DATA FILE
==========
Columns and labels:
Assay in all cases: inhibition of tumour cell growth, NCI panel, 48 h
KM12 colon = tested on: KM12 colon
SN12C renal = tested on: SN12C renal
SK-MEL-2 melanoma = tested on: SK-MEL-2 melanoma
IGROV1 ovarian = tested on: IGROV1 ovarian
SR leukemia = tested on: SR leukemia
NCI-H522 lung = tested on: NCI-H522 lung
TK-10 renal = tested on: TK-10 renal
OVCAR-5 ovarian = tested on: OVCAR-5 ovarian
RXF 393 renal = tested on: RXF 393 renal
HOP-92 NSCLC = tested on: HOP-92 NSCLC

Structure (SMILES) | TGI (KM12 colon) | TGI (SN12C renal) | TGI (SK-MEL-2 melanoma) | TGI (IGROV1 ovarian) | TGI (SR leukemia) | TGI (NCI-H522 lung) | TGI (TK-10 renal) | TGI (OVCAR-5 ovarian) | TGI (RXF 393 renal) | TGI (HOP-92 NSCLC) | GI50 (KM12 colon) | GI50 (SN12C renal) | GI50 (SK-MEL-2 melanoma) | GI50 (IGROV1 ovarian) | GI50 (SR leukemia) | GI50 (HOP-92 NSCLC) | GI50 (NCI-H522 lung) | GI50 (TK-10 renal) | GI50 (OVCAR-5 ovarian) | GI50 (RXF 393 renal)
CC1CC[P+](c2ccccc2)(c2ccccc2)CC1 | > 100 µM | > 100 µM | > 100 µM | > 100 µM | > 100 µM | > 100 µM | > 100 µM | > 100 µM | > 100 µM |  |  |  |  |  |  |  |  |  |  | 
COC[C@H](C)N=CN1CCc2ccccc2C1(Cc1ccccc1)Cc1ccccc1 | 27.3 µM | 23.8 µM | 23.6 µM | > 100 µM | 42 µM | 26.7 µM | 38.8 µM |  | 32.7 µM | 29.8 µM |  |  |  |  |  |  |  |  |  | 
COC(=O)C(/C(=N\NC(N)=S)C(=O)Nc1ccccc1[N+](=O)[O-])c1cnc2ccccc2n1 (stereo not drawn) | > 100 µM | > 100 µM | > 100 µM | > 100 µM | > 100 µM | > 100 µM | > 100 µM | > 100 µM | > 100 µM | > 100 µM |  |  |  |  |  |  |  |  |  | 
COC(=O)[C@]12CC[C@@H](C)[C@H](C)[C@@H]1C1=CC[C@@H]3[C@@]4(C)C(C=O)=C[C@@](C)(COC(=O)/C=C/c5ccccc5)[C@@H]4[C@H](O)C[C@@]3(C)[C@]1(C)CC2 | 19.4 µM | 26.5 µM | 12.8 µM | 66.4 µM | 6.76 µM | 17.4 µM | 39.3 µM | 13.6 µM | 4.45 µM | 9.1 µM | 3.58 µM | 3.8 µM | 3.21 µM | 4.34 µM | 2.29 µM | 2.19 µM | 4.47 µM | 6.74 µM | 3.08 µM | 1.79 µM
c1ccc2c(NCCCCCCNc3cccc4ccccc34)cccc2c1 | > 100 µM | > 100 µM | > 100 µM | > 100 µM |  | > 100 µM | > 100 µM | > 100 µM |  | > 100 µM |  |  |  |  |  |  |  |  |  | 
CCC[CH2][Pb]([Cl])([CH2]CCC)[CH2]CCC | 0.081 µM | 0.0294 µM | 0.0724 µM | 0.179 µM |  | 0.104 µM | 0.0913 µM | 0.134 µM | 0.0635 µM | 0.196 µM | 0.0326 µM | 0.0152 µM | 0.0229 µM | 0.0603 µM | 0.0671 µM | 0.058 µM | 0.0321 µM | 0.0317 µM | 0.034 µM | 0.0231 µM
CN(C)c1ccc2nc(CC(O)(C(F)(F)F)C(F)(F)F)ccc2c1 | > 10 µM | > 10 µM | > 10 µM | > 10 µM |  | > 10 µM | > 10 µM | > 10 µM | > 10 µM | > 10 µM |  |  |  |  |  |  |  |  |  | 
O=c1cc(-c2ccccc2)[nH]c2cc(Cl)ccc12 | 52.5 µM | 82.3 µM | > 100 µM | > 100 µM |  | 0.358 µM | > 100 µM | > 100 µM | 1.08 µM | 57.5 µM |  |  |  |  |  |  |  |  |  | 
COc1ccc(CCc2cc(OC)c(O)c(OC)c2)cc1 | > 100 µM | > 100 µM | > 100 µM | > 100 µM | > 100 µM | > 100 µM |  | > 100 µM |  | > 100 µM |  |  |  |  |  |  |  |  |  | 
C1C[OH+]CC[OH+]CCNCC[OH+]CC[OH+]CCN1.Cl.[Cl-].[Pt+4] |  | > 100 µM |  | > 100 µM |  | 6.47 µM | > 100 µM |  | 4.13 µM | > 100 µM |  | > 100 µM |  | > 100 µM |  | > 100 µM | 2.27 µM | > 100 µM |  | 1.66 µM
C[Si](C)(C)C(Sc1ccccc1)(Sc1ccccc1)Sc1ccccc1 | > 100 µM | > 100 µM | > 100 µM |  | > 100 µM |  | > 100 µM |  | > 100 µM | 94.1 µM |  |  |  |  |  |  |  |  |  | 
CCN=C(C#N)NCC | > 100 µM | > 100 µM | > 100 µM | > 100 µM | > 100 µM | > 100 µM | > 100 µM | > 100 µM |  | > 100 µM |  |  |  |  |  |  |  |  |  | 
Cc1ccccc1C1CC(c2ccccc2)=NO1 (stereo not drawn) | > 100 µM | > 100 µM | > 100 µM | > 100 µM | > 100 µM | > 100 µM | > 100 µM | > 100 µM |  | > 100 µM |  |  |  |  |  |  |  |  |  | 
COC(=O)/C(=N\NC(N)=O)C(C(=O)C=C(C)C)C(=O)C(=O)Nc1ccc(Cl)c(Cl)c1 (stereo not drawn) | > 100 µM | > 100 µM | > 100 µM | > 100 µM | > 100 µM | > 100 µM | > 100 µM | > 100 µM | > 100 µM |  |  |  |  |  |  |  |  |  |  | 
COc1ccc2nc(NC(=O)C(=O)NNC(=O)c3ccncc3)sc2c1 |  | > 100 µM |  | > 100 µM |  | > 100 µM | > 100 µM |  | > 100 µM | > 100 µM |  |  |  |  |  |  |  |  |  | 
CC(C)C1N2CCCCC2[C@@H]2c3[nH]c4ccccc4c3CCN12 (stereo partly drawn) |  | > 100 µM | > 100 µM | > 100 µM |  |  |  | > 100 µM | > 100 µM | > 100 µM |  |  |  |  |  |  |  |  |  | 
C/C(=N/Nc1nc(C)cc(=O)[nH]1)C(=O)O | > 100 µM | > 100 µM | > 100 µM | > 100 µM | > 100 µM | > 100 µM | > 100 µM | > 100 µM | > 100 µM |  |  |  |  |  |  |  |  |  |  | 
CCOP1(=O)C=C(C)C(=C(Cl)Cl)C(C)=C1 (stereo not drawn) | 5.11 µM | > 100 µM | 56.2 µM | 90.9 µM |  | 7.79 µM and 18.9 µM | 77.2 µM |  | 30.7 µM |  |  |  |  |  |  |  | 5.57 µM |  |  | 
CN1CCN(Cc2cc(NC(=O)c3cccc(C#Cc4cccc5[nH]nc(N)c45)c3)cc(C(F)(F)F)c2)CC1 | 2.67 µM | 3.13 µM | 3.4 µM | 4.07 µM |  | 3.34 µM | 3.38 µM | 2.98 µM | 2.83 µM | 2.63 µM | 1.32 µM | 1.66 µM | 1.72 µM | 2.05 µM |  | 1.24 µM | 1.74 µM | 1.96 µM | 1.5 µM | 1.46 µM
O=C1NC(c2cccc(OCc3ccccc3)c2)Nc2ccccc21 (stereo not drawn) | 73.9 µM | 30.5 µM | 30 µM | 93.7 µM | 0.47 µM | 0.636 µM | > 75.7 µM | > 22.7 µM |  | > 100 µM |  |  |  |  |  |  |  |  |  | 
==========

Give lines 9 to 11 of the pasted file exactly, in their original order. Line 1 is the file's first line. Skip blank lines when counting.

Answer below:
TK-10 renal = tested on: TK-10 renal
OVCAR-5 ovarian = tested on: OVCAR-5 ovarian
RXF 393 renal = tested on: RXF 393 renal